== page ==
Merton read a talk given by Szilard in support of limiting nuclear arms and preventing nuclear proliferation.
Leo Szilard was a Hungarian-born scientist who, along with Enrico Fermi in 1955, was awarded a patent for a nuclear fission reactor. In 1942, along with Fermi, he conducted the first controlled nuclear chain reaction. He coordinated the letter from Einstein which was sent to President Roosevelt that led to the commencement of the Manhattan Project. After the Second World War, he became involved in the movement to limit nuclear arms, give control to the civilian populace, and to prevent nuclear war. He also shifted from nuclear physics and engineering to molecular biology. (Source: "Hall of Fame: Inventor's Profile - Leo Szilard." Website of the National Inventors Hall of Fame. 2002. Accessed 20 June 2006. Bellarmine University Library. ‹http://www.invent.org/hall_of_fame/141.html›.)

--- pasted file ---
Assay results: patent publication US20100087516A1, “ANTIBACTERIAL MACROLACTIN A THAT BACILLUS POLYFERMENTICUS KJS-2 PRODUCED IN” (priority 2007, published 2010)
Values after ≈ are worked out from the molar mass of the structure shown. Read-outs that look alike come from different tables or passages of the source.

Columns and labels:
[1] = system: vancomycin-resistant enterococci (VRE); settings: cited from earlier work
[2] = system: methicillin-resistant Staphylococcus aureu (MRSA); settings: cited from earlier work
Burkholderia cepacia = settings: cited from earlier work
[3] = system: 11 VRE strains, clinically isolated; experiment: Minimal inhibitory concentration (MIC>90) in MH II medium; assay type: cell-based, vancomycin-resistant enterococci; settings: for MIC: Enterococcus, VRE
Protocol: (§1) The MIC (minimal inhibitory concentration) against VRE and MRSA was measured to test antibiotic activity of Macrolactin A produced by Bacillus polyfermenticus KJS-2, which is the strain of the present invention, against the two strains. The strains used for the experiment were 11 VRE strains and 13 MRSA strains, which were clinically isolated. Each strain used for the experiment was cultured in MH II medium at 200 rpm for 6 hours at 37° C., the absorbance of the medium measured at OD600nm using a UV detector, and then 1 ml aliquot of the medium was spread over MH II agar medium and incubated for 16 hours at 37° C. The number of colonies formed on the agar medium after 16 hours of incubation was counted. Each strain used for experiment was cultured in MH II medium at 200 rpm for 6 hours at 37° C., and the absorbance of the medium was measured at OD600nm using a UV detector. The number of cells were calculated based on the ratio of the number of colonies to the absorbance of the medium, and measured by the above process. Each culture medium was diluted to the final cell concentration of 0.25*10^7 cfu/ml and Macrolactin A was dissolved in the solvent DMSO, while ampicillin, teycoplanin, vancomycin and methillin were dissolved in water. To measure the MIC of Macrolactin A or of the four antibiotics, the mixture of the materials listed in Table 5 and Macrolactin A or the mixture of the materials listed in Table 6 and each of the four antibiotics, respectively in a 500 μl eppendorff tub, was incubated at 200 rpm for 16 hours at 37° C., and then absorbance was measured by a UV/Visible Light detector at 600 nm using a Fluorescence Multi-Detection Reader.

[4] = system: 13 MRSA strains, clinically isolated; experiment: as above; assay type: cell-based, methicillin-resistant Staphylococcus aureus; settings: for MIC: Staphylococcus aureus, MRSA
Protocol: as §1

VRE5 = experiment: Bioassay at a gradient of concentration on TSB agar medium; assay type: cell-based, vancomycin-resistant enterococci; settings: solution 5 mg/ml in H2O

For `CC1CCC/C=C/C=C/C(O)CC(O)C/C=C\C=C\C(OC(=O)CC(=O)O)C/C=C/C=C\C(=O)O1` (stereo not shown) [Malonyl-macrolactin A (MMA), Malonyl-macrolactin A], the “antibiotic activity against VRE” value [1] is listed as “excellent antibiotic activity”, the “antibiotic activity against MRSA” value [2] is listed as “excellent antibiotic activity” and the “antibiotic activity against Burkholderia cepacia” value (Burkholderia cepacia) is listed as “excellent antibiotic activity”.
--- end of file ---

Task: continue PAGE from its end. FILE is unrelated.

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See also Cold War Letters #68 published in Witness to Freedom) pp. 49-50.
This Record Sub-Group is not divided into Series and is arranged chronologically.
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| ||y/m/d||Merton|| ||Scan ✉||
||transcript from Merton
||I have had the good fortune to receive and read a copy of the talk you gave in Washington last
|| [Cold War Letters #68 - transcript from bound set]
||TLS to Merton
||I am writing to say that I am very grateful for the interest which you expressed in your letter